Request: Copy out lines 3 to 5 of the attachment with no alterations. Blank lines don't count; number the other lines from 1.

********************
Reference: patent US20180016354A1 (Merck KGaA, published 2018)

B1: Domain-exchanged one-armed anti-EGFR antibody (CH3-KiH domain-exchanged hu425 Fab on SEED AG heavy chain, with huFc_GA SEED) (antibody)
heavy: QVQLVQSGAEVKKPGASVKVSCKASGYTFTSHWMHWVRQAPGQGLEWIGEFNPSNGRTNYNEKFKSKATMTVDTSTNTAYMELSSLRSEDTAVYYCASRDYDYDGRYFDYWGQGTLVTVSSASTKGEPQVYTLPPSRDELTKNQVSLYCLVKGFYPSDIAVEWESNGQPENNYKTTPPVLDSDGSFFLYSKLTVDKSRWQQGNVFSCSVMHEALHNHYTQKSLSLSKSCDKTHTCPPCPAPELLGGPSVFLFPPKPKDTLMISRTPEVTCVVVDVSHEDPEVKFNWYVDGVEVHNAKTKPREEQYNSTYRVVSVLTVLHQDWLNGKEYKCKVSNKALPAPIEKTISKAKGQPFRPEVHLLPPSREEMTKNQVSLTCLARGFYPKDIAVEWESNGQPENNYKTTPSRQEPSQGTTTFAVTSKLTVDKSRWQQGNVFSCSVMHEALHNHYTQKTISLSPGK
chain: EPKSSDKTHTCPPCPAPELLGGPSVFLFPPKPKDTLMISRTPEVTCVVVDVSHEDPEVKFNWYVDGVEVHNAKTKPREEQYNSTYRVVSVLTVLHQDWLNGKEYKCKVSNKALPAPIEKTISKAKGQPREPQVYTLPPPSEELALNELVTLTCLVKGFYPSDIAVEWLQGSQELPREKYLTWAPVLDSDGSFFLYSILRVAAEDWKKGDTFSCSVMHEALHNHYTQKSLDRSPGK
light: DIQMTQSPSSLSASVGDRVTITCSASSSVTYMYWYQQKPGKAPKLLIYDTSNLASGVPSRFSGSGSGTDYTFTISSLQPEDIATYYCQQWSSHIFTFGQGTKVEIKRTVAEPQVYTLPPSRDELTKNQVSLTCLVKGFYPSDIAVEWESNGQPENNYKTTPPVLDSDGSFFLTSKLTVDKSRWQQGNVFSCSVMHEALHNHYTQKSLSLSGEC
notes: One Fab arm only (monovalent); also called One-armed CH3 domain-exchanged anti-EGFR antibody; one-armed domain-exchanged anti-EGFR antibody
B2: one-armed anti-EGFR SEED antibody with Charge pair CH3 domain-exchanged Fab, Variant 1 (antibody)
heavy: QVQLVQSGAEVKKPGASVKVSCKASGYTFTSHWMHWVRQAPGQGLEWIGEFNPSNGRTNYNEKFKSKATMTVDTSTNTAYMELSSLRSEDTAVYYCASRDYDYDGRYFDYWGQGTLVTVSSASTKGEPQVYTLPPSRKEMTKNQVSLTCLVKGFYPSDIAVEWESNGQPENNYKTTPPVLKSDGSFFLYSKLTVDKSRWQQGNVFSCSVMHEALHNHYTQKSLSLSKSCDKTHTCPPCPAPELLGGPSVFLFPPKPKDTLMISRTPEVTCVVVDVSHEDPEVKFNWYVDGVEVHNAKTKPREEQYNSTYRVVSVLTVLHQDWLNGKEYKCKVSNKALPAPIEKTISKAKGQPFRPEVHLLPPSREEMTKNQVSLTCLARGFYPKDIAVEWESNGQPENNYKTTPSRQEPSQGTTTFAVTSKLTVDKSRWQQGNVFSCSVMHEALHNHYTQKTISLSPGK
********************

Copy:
heavy: QVQLVQSGAEVKKPGASVKVSCKASGYTFTSHWMHWVRQAPGQGLEWIGEFNPSNGRTNYNEKFKSKATMTVDTSTNTAYMELSSLRSEDTAVYYCASRDYDYDGRYFDYWGQGTLVTVSSASTKGEPQVYTLPPSRDELTKNQVSLYCLVKGFYPSDIAVEWESNGQPENNYKTTPPVLDSDGSFFLYSKLTVDKSRWQQGNVFSCSVMHEALHNHYTQKSLSLSKSCDKTHTCPPCPAPELLGGPSVFLFPPKPKDTLMISRTPEVTCVVVDVSHEDPEVKFNWYVDGVEVHNAKTKPREEQYNSTYRVVSVLTVLHQDWLNGKEYKCKVSNKALPAPIEKTISKAKGQPFRPEVHLLPPSREEMTKNQVSLTCLARGFYPKDIAVEWESNGQPENNYKTTPSRQEPSQGTTTFAVTSKLTVDKSRWQQGNVFSCSVMHEALHNHYTQKTISLSPGK
chain: EPKSSDKTHTCPPCPAPELLGGPSVFLFPPKPKDTLMISRTPEVTCVVVDVSHEDPEVKFNWYVDGVEVHNAKTKPREEQYNSTYRVVSVLTVLHQDWLNGKEYKCKVSNKALPAPIEKTISKAKGQPREPQVYTLPPPSEELALNELVTLTCLVKGFYPSDIAVEWLQGSQELPREKYLTWAPVLDSDGSFFLYSILRVAAEDWKKGDTFSCSVMHEALHNHYTQKSLDRSPGK
light: DIQMTQSPSSLSASVGDRVTITCSASSSVTYMYWYQQKPGKAPKLLIYDTSNLASGVPSRFSGSGSGTDYTFTISSLQPEDIATYYCQQWSSHIFTFGQGTKVEIKRTVAEPQVYTLPPSRDELTKNQVSLTCLVKGFYPSDIAVEWESNGQPENNYKTTPPVLDSDGSFFLTSKLTVDKSRWQQGNVFSCSVMHEALHNHYTQKSLSLSGEC